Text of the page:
A close look at the history and science of fireworks, used over centuries in celebrations across the world
The origins of fireworks can be traced back to 9th century China, when gunpowder was accidently discovered while experimenting with salts to find the elixir of life. What the Chinese had actually unearthed were nitrate salts, and they were possibly surprised to find that these oxidising agents burnt when mixed with fuel in the form of honey. In the course of time the mixtures were improved by the addition of alternative forms of carbon, but not until sulfur was added was a reasonably efficient product produced. By around AD 1044 the chemical make-up of gunpowder had evolved to approximately 60% potassium nitrate, 30% sulfur and 10% charcoal.
It is believed that the Arabs brought news of the material to Europe. Also, Roger Bacon - who gave the first written account of gunpowder and its use in fireworks during the 13th century - possibly gained his knowledge from Arab writings. Around this time, the Chinese started placing the new explosive powder into bamboo tubes, and having sealed the ends, threw them on to a fire so that they 'cracked'. This was to ward off evil spirits, the tubes frequently later being painted red, a characteristic of religious objects and maybe the origin of the word firecracker.
By the mid 14th century the gunpowder mixture was coming close to the optimum formula with as little as 10% sulfur. Indeed the best combination was being produced over 200 years ago with 75% potassium nitrate, 15% charcoal and 10% sulfur, but its performance was unpredictable due to variability in the quality of the materials and the method of production. The type, as well as the ash content of the charcoal, is important and the burning speed of the finished powder is related to the milling time of the powder, its further compaction and formation into various granulations. It was also during the 14th century that gunpowder was first used in warfare.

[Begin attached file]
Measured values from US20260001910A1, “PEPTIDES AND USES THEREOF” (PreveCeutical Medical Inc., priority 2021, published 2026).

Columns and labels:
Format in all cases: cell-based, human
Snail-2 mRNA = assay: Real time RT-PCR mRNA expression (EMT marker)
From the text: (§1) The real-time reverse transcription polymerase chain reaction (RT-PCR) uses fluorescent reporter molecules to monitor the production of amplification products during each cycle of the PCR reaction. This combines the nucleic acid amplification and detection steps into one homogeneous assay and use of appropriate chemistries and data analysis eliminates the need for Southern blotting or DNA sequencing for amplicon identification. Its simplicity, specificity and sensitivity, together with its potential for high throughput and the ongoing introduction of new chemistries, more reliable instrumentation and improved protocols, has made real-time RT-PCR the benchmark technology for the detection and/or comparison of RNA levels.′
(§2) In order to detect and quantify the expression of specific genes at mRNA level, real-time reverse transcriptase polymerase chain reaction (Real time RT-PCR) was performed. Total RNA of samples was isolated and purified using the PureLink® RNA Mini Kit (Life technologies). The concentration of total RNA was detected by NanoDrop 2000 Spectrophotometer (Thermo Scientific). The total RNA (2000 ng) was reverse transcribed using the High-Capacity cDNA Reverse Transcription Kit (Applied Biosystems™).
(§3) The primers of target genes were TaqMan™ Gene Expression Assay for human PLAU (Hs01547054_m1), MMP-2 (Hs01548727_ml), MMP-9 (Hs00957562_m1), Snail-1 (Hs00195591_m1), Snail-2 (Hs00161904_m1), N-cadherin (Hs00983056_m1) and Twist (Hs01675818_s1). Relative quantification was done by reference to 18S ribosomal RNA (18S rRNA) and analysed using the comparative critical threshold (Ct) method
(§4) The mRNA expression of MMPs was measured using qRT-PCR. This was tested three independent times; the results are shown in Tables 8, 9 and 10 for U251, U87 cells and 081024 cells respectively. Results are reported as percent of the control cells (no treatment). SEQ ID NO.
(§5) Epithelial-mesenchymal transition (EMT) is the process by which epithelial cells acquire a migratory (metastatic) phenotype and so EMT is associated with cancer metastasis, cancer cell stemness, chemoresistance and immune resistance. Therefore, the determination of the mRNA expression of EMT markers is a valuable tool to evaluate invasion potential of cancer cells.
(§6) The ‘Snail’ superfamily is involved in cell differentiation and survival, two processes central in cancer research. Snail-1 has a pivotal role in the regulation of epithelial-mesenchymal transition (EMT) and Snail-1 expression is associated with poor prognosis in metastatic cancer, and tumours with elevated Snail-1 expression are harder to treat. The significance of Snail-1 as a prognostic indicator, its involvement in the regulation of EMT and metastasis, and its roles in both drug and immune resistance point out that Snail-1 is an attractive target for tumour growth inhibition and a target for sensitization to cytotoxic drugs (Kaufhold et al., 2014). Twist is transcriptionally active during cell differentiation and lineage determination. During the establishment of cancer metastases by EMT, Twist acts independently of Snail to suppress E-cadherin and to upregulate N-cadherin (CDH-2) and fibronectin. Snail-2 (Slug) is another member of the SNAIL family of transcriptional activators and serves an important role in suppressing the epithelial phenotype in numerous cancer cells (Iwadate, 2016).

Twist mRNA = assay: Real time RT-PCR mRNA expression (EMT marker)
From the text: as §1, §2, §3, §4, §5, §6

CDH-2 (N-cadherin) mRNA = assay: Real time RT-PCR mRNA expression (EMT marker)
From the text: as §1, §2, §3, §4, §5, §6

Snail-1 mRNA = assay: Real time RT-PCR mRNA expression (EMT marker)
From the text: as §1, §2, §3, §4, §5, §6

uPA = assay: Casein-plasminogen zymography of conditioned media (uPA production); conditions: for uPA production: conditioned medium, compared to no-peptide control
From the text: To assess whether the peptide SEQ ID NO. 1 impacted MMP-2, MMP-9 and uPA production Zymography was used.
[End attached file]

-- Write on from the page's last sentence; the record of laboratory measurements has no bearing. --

Until 1800 most firework mixtures were based on variations of the gunpowder mix. Modern day fireworks only came into being with the discovery of the powerful oxidising agent potassium chlorate by Claude Louis Berthollet in 1786, and the isolation of aluminium and magnesium (used as fuels) later on.
Firework displays before 1800 would have been mostly gold, as this is the colour formed when gunpowder burns. Weak green and red colours could have also been made using barium nitrate or strontium nitrate, but most fireworks are observed at a distance and without powerful oxidising agents these colours would have been disappointing. Some white fireworks would also have been available, thanks to the addition of antimony or arsenic. Displays would have consisted of rockets, wheels, fountains and explosions.
Firework mixtures today generally consist of a fuel, a strong oxidising agent and precursors for a colour-producing chemical. As a firework powder ignites, it goes through a liquid state to produce gases, flames and a residue. It is comparatively slow to burn, progressing at a speed you can watch, as opposed to an explosion, which happens in an instant and produces mostly gases.
Some modern fireworks still use gunpowder. Although it is not as cheap as it used to be, it is needed to propel star shells and rockets into the air and make explosions. Finely ground gunpowder - called meal powder - is also an important part of the mixtures used for making fountains. Its role here is to allow fine control over the burning speed. Faster burning items contain large percentages of meal powder, the slower ones contain only a small amount.
Bringing in colour
Silver sparks are achieved by adding aluminium or titanium. Aluminium burns at a range of different temperatures providing a variety of different effects, but due to problems with availability, titanium tends to be the preferred metal for this purpose. Titanium has none of the beautiful subtlety of aluminium, but does still provide a reliable silver spark.
The formation of other colours depends on colour-producing chemicals that are not always stable and because of this they are produced in the flame itself. The best emitters are copper chloride (CuCl2) for blue, strontium chloride (SrCl2) for red, barium chloride (BaCl2) for green and sodium for yellow. Mercury(I) chloride was initially used as the chlorine source, but it has now been replaced by PVC (polyvinyl chloride), Pergut (chlorinated rubber) or a chlorinated hydrocarbon called Hordaresin 70. Chlorinated forms of PVC and polyvinylidene chloride are also used.
Powerful oxidising agents allow the colour in fireworks to be seen, as they help generate enough heat to excite an electron in the colour-producing chemicals, therefore causing them to emit a photon of light. Blue has always been a difficult colour for firework makers because the delicate CuCl2 molecule is easily destroyed at high temperatures, meaning the oxidiser used has to be carefully chosen.
The adsorption of water by these colour-producing precursors can be quite a problem in firework manufacture, with strontium nitrate (used to make red SrCl2during burning) being a good example of this. In practice, anhydrous strontium nitrate is only used in military flares, where it is kept in watertight containers. Firework makers settle for the slightly lower performing strontium carbonate instead.
As well as looking pretty, fireworks are designed to have a number of different and exciting sounds: such as bangs, whistles, hums, crackles and sizzles.